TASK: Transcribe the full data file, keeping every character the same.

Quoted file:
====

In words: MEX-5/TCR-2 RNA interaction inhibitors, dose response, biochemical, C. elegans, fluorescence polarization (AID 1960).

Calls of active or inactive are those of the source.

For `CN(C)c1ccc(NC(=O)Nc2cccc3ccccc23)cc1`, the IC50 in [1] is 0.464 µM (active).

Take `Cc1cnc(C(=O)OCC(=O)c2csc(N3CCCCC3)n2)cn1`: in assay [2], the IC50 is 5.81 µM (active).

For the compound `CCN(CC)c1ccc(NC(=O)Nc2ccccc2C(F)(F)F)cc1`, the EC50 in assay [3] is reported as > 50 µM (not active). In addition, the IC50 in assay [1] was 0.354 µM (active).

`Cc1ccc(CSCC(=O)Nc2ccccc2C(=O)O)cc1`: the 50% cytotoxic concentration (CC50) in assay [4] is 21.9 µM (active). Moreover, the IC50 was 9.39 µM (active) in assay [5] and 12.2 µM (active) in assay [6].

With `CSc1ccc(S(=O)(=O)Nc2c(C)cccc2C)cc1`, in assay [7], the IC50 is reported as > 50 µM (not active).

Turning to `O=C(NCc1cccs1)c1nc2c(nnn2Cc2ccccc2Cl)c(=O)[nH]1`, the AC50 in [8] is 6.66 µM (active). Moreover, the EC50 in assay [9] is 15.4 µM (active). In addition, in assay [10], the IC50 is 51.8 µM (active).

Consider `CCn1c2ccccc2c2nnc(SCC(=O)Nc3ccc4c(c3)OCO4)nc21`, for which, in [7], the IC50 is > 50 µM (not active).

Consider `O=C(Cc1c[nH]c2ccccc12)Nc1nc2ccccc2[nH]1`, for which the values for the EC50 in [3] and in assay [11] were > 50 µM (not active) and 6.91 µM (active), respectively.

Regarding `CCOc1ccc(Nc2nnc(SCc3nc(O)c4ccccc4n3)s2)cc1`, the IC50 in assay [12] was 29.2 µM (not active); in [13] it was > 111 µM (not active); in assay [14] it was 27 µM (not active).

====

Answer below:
In words: MEX-5/TCR-2 RNA interaction inhibitors, dose response, biochemical, C. elegans, fluorescence polarization (AID 1960).

Calls of active or inactive are those of the source.

For `CN(C)c1ccc(NC(=O)Nc2cccc3ccccc23)cc1`, the IC50 in [1] is 0.464 µM (active).

Take `Cc1cnc(C(=O)OCC(=O)c2csc(N3CCCCC3)n2)cn1`: in assay [2], the IC50 is 5.81 µM (active).

For the compound `CCN(CC)c1ccc(NC(=O)Nc2ccccc2C(F)(F)F)cc1`, the EC50 in assay [3] is reported as > 50 µM (not active). In addition, the IC50 in assay [1] was 0.354 µM (active).

`Cc1ccc(CSCC(=O)Nc2ccccc2C(=O)O)cc1`: the 50% cytotoxic concentration (CC50) in assay [4] is 21.9 µM (active). Moreover, the IC50 was 9.39 µM (active) in assay [5] and 12.2 µM (active) in assay [6].

With `CSc1ccc(S(=O)(=O)Nc2c(C)cccc2C)cc1`, in assay [7], the IC50 is reported as > 50 µM (not active).

Turning to `O=C(NCc1cccs1)c1nc2c(nnn2Cc2ccccc2Cl)c(=O)[nH]1`, the AC50 in [8] is 6.66 µM (active). Moreover, the EC50 in assay [9] is 15.4 µM (active). In addition, in assay [10], the IC50 is 51.8 µM (active).

Consider `CCn1c2ccccc2c2nnc(SCC(=O)Nc3ccc4c(c3)OCO4)nc21`, for which, in [7], the IC50 is > 50 µM (not active).

Consider `O=C(Cc1c[nH]c2ccccc12)Nc1nc2ccccc2[nH]1`, for which the values for the EC50 in [3] and in assay [11] were > 50 µM (not active) and 6.91 µM (active), respectively.

Regarding `CCOc1ccc(Nc2nnc(SCc3nc(O)c4ccccc4n3)s2)cc1`, the IC50 in assay [12] was 29.2 µM (not active); in [13] it was > 111 µM (not active); in assay [14] it was 27 µM (not active).